Washington is a city in Tazewell County, Illinois, United States. The population was 10,841 at the 2000 census. In 2004 there were 13,167 people living in Washington, according to a special census. Washington is part of the Peoria Metropolitan Statistical Area. From April 2000 to 2006, Washington's population grew 23.3 percent, second in the Peoria area only to Germantown Hills.
The population was 15,134 at the 2010 census, a 39.6 percent change from 2000.
Washington was founded in 1834 by William Holland, Sr., who came from North Carolina and was hired by the U.S. government to provide blacksmith services to the local Native Americans. During his long and eventful life he was married three times, and was the father of twenty-one children: fourteen by his first wife and seven by his second wife. He had eighty-two grandchildren and fifty great grandchildren. He died in Washington on November 27, 1871, at the age of ninety-one. The post office (and later the city) was originally named Holland's Grove in 1833 before being renamed in honor of the first U.S. president, George Washington, in 1837.
In the 1920s, a man named George Heyl put Washington on the map as the home of the famous Heyl Pony Farm. Some of the original barns still exist on North Main Street. The Heyl Pony Farm supplied Shetland ponies to buyers around the world; George Heyl also raised pure bred poultry. When George Heyl died suddenly in 1932, it was recorded as one of the largest funerals ever held in Washington.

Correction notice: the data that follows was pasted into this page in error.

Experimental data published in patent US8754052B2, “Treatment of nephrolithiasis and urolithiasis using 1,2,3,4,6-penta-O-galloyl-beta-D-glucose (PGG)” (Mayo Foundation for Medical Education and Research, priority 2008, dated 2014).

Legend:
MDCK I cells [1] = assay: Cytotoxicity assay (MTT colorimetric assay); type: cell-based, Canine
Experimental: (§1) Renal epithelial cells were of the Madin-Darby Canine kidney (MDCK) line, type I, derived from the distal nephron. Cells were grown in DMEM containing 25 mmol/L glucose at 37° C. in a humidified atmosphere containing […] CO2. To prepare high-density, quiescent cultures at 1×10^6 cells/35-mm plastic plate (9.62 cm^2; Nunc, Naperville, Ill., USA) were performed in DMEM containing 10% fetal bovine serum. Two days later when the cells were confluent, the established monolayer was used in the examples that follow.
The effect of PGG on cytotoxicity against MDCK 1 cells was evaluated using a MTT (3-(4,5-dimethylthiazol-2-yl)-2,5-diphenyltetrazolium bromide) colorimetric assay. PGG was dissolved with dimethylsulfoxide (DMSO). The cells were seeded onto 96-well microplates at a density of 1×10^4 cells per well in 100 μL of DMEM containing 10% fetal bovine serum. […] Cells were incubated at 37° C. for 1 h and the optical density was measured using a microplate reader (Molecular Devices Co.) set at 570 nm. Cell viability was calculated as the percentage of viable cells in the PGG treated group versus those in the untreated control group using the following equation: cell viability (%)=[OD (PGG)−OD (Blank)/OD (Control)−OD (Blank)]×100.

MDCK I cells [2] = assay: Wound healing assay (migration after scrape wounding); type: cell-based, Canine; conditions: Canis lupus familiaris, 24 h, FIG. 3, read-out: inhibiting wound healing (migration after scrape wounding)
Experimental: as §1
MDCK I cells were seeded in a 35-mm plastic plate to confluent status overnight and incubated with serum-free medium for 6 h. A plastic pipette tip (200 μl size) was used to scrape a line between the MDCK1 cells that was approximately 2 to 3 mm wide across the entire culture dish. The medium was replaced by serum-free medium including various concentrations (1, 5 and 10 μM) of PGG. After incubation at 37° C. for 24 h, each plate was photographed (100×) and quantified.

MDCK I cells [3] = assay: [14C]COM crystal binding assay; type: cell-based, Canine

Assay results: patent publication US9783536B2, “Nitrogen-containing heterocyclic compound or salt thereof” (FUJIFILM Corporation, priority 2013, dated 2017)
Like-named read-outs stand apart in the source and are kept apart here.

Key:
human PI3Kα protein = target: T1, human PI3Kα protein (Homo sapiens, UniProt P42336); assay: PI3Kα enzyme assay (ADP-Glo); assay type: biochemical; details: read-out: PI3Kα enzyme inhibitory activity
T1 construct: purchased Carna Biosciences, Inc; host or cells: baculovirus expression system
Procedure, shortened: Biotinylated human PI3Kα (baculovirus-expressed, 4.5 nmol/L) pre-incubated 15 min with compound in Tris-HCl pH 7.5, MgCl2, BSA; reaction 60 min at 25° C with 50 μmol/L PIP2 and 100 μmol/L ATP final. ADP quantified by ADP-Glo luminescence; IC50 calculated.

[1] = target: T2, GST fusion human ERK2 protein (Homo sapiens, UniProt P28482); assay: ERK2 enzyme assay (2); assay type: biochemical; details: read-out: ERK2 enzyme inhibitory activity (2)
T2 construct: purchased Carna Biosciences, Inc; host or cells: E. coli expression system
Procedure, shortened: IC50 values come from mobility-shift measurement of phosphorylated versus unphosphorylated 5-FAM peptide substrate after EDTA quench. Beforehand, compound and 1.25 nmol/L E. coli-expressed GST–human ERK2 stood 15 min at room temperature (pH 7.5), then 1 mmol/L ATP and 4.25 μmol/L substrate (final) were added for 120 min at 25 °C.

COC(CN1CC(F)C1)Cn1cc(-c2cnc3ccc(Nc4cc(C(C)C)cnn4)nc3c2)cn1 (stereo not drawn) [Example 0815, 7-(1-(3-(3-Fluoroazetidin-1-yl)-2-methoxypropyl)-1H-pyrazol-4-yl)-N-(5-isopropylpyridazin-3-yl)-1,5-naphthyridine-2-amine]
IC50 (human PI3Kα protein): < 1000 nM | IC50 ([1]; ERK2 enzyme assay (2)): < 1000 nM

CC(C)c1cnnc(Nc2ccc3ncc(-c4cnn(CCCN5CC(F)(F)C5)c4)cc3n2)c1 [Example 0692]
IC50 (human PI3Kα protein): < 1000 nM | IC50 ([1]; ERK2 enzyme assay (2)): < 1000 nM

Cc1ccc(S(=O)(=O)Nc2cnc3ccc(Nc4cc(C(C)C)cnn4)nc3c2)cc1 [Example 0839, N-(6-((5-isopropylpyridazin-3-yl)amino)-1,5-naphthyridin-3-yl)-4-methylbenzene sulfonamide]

Another local site of interest is the "old canning factory", which is now occupied by American Allied Railway Equipment Company Inc. In 1943, the canning factory (which after the war was run by the Libby's company) had a shortage of workers, and the government needed K rations and canned goods to feed the troops.
The solution was to bring in 50 captured German soldiers from the prisoner of war camp known as Camp Ellis in Fulton County The Washington sub-camp was first commanded by Colonel John S. Sullivan, and later by Captain T. A. Cox.
Captain Cox at one point in the war commanded the 1613th Service Command Unit, detachment 5 guarding German POWs at the Mayo hospital in Galesburg.
The POWs were brought in on the old rail line that ran down Wood Street (the foundation of a sentry tower can be seen just northeast of the intersection of Wood and Jefferson near the entrance to the bike trail).
They were trucked from the camp to various local farms to help with the pumpkin harvest. Once a POW jumped from a truck going down South Main Street and was almost shot before the guard realized he was just trying to retrieve his hat which had blown off.
The prisoners were allowed no visitors, nor could residents speak to the prisoners. An exception was made for local ministers, such as Pastor Kammeyer from St. Mark's Lutheran who spoke fluent German and ministered to the POWs spiritual needs.
Years later when the Libby plant burned, they found a U.S. Army rifle issued to a soldier who was a guard. It was reported missing, and suspected hidden by a prisoner.
A new community center, named Five Points Washington, opened in October 2007.
A new assisted living center for seniors was opened in early 2008, across the street from the Washington Christian Village.